In the past number of years Adobe Systems hasn't seemed to have its act together when it comes to mitigating security risks in its PDF. Hopefully, that's about to change.When it comes to security, this has been a tough year for Adobe. It's near ubiquitous document format, PDF, has been the target of a number of attacks and highly publicized zero-days.
In March, I dinged Adobe for its handling of a zero-day. It seems its customers must have been putting on the pressure, as well, according to this Adobe blog post the company is going to be focusing on hardening its legacy code, improve its response time to zero-day and vulnerability discoveries, and provide a more consistent patch publishing schedule:
Since February, Adobe Reader and Acrobat engineers have been executing a major project focused on software security. Everything from our security team's communications during an incident to our security update process to the code itself has been carefully reviewed. Security is an ongoing process, so while we believe our plan will eliminate or mitigate many potential security risks, we are also working to enhance our ability to respond to externally found vulnerabilities in Adobe Reader and Acrobat in the future.
In particular, we have focused this security effort in three major areas:
1. Code Hardening - For the past several years all new code and features for Adobe Reader and Acrobat have been subject to our modern Secure Product Lifecycle (SPLC). The Adobe SPLC is similar to Microsoft's Security Development Lifecycle (SDL). The Adobe SPLC integrates standard secure software activities such as threat modeling, automated and manual security code reviews, and fuzzing into the standard Adobe Product Lifecycle we follow for all projects. The SPLC activities have been successful in mitigating threats in new code development, but did not fully address problems in the existing code base. Therefore, an initiative in the current security effort has been focused on hardening at-risk areas of the legacy code. We've applied the latest SPLC techniques against these prioritized sections of each application. Even in cases where no immediate vulnerability was identified, we have been strengthening input validation on a best-practice basis. (Experience shows such validation is a powerful tool in preventing as-yet unidentified security holes.)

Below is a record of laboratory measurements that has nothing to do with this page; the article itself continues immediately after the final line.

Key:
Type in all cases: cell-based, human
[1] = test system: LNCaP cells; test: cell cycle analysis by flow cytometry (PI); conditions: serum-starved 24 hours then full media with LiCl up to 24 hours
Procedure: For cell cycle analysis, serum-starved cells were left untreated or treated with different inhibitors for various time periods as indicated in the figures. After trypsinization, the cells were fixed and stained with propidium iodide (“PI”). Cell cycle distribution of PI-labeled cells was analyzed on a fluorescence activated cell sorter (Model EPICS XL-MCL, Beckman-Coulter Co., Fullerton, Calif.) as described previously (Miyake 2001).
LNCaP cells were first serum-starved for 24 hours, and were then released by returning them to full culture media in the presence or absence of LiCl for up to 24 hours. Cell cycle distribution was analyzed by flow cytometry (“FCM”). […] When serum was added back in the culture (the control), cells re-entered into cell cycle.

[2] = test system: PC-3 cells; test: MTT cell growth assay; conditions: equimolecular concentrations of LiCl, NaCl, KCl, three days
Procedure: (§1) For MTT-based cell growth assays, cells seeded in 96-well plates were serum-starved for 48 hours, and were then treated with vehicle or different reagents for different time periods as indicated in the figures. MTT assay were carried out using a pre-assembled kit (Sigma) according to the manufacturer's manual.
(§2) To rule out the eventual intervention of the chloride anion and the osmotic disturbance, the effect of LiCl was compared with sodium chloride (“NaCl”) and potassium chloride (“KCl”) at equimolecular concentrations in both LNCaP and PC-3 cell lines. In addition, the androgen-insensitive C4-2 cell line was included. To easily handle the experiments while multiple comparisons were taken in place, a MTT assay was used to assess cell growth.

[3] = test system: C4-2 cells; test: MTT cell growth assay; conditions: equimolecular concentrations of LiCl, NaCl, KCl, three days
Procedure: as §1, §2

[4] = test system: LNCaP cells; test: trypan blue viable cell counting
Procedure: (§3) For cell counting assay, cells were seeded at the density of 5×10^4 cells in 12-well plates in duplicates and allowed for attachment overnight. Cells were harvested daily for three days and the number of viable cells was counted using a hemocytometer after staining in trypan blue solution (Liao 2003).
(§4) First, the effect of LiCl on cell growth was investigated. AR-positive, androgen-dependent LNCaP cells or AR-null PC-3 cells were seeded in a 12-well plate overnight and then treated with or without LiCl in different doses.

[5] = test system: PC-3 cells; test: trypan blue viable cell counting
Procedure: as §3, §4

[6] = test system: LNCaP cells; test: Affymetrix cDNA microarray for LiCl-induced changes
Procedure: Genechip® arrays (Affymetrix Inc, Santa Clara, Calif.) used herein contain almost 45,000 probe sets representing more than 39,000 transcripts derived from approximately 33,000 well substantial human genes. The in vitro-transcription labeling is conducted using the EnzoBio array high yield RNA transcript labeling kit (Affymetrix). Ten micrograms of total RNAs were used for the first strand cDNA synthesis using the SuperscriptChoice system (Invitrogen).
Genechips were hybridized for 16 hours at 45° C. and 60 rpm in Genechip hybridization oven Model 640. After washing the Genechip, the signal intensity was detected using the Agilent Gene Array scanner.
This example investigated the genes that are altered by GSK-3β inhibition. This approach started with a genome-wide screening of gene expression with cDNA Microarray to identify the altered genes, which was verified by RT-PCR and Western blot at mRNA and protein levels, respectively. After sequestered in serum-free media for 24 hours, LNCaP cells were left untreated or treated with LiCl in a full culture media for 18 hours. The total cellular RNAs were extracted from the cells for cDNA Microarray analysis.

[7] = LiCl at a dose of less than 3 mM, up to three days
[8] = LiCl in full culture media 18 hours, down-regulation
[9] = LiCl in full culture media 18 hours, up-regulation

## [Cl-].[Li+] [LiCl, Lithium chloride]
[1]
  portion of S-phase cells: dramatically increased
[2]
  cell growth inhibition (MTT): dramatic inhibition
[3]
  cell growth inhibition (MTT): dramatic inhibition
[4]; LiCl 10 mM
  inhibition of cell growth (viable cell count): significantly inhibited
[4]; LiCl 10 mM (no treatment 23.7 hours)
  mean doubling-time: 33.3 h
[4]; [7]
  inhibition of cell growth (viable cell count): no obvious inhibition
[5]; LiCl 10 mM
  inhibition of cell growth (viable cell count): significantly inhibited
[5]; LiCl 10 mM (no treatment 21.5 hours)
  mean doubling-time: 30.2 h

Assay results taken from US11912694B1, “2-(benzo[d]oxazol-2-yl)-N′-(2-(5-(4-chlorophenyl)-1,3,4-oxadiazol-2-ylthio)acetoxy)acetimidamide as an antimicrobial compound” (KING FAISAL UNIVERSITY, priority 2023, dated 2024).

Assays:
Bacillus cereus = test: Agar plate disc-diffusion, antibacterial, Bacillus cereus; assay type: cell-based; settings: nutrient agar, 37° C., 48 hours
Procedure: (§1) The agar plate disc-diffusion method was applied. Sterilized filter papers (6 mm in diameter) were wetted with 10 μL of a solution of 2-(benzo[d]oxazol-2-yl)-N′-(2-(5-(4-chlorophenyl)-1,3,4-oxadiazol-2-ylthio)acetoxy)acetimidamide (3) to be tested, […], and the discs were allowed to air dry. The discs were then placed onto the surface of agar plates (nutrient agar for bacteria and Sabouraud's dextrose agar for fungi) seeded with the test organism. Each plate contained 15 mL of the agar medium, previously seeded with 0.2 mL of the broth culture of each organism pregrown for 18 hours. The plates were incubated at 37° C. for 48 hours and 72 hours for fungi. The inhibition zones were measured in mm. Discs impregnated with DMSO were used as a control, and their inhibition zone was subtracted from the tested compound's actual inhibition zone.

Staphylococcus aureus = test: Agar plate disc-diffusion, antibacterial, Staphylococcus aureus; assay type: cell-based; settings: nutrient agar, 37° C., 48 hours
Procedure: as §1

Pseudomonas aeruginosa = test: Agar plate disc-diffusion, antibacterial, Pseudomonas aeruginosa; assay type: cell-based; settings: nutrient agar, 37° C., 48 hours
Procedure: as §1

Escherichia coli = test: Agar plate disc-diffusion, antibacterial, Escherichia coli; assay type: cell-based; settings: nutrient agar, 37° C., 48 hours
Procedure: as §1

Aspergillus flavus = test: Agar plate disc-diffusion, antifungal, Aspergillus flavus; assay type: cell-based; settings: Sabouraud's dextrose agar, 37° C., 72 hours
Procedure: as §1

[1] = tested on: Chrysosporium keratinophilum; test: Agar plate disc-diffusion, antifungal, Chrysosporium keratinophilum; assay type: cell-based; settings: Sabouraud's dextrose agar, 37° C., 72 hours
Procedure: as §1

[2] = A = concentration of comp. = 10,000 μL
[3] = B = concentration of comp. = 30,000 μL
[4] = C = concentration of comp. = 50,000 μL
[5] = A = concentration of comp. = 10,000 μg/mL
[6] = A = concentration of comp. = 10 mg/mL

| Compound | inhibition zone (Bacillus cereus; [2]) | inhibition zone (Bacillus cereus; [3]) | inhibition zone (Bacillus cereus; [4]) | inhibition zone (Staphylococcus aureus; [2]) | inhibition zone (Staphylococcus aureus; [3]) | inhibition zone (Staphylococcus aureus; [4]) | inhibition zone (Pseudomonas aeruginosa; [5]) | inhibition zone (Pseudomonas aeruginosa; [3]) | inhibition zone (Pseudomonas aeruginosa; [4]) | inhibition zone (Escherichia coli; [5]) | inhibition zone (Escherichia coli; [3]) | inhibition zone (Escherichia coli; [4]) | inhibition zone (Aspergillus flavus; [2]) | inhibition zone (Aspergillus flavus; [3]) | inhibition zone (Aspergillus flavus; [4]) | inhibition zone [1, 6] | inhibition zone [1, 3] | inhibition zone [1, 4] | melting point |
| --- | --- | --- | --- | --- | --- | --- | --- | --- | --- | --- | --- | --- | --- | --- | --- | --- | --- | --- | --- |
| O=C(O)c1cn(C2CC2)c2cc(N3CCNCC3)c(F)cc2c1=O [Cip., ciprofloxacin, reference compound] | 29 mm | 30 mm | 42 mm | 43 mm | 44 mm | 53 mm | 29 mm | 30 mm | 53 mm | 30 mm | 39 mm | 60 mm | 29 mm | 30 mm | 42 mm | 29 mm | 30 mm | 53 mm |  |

2. Incident Response Process Improvements - We've targeted several specific areas where we are improving our incident response process. We expect folks outside Adobe will see more timely communications regarding incidents, quicker turn-around times on patch releases, and simultaneous patches for more affected versions as we move forward. This approach was tested sooner than we would have liked with CVE-2009-1492/1493. Although this incident fell in the middle of our security effort, we were encouraged by the progress our response demonstrated. We worked to communicate early and often via our PSIRT blog and two weeks later, on May 12, 2009, we simultaneously shipped 29 binaries to update 17 different versions of Adobe Reader and Acrobat covering 32 languages for the Windows, Mac, and UNIX platforms.
3. Regular Security Updates - Starting this summer with the initial output of our security code hardening effort, we plan to release security updates for all major supported versions and platforms of Adobe Reader and Acrobat on a quarterly basis. Based on feedback from our customers, who have processes and resources geared toward Microsoft's "Patch Tuesday" security updates, we will make Adobe's quarterly patches available on the same days. (Although our 3/10/09 and 5/12/09 security patches landed on Patch Tuesday, the timing was coincidental. In both cases, we shipped the patches as soon as we finished testing them.)
I've two comments: First, This is excellent news. Second, I hope they're taking notes at 1 Infinite Loop.
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